the text being described by text/enriched formatting commands is in a
non-ASCII character set. However, the commands themselves are still the
same ASCII commands that are defined in this document. This creates an
ambiguity only with reference to the "<" character, the octet with
numeric value 60. In single byte character sets, such as the ISO-8859
family, this is not a problem; the octet 60 can be quoted by including
it twice, just as for ASCII. The problem is more complicated, however,
in the case of multi-byte character sets, where the octet 60 might
appear at any point in the byte sequence for any of several characters.

In practice, however, most multi-byte character sets address this
problem internally. For example, the UNICODE character sets can use the
UTF-7 encoding which preserves all of the important ASCII characters in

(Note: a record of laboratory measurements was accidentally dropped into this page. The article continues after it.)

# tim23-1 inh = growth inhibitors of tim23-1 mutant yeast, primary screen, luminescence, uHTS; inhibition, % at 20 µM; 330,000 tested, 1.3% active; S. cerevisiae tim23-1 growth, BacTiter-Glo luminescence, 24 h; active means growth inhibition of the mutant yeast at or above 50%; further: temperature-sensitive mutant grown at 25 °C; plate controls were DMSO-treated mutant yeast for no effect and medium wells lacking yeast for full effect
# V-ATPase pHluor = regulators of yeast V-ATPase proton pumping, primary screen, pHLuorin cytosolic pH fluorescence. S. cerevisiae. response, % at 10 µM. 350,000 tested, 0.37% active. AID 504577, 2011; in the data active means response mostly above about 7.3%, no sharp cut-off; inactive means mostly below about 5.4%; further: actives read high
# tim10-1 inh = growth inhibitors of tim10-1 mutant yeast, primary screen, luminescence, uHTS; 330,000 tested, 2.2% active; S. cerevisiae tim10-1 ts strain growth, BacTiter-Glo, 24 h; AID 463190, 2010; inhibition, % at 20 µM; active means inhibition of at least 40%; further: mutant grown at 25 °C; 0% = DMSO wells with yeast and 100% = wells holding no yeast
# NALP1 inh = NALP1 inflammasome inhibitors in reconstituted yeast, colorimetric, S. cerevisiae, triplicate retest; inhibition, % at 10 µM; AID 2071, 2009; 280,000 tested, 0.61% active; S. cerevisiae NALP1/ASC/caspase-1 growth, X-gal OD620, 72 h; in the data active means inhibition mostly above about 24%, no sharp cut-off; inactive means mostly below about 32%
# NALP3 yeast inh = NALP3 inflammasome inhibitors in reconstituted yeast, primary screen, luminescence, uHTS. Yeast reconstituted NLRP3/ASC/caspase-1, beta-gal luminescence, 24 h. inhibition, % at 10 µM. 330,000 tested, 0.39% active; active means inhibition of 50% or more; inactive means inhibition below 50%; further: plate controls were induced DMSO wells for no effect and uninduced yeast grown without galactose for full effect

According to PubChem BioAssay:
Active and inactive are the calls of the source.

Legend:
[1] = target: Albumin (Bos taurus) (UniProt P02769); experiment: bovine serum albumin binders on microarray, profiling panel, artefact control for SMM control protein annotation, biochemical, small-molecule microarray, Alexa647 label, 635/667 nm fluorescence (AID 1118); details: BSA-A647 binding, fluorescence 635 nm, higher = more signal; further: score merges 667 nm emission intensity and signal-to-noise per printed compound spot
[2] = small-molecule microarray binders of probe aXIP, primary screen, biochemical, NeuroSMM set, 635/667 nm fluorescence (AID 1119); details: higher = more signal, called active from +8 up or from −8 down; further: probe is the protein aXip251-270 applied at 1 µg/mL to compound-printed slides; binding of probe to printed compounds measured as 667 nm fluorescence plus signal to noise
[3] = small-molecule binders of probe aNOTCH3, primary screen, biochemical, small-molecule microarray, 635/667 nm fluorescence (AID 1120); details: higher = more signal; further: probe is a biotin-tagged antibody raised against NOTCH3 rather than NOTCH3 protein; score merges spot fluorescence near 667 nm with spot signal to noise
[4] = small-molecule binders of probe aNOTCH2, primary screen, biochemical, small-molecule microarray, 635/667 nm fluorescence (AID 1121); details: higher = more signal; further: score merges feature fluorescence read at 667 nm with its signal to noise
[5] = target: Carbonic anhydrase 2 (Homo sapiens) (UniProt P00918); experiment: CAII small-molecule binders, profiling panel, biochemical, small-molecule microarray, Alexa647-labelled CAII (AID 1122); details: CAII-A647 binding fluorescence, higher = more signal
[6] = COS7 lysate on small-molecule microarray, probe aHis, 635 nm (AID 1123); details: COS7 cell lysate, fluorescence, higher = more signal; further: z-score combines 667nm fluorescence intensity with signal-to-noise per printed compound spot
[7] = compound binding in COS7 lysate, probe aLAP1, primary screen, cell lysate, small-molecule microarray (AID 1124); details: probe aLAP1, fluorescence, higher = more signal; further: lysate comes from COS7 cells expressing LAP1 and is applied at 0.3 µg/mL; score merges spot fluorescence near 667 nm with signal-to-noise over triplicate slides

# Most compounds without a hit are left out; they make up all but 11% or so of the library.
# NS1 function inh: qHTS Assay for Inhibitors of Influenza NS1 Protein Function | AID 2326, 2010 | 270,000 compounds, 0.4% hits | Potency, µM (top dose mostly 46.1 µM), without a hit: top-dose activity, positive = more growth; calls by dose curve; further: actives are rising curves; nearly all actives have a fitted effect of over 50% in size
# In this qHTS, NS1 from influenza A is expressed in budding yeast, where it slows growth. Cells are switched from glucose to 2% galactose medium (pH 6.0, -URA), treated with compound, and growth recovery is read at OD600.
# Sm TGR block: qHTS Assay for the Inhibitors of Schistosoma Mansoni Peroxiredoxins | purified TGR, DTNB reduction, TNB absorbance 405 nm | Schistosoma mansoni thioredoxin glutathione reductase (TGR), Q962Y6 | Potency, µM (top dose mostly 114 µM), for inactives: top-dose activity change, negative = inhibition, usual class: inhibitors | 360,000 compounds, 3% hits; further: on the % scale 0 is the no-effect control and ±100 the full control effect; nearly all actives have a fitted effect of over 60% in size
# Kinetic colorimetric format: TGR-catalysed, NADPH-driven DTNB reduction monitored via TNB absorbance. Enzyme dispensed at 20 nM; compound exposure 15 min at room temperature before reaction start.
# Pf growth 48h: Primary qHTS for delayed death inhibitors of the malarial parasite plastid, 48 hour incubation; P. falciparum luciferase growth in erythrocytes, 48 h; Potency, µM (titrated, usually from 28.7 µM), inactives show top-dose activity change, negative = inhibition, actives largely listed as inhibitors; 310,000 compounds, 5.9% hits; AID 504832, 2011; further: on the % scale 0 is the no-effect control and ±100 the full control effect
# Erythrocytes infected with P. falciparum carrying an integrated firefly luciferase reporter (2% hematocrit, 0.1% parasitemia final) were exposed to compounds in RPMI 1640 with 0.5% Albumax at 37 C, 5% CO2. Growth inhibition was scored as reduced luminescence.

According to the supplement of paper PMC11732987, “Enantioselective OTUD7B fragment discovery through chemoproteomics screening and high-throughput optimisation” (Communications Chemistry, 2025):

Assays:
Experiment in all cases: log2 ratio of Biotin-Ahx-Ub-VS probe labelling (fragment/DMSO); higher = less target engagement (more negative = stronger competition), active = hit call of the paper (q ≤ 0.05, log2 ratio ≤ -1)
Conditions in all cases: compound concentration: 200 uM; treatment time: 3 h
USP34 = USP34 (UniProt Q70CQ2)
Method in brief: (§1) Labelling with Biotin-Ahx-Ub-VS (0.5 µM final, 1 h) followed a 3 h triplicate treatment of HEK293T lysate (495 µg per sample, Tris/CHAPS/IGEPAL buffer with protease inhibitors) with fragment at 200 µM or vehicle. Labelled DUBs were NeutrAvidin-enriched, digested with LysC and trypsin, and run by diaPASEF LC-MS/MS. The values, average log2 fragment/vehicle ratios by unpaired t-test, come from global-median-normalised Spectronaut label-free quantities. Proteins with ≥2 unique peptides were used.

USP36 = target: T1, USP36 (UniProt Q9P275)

their single byte form. The ISO-2022 family of character sets can use
certain character sequences to switch back into ASCII at any moment.
Therefore it is specified that, before text/enriched formatting
commands, the prevailing character set should be "switched back" into
ASCII, and that only those characters which would be interpreted as "<"
in plain text should be interpreted as token delimiters in

The question of what to do for hypothetical future character sets that
do not subsume ASCII is not addressed in this memo.

Minimal text/enriched conformance

A minimal text/enriched implementation is one that converts "<<" to "<",
removes everything between a <param> command and the next balancing
</param> command, removes all other formatting commands (all text
enclosed in angle brackets), and, outside of <nofill> environments,
converts any series of n CRLFs to n-1 CRLFs, and converts any lone CRLF
pairs to SPACE.

Notes for Implementors

It is recognized that implementors of future mail systems will want rich
text functionality far beyond that currently defined for text/enriched.
The intent of text/enriched is to provide a common format for expressing
that functionality in a form in which much of it, at least, will be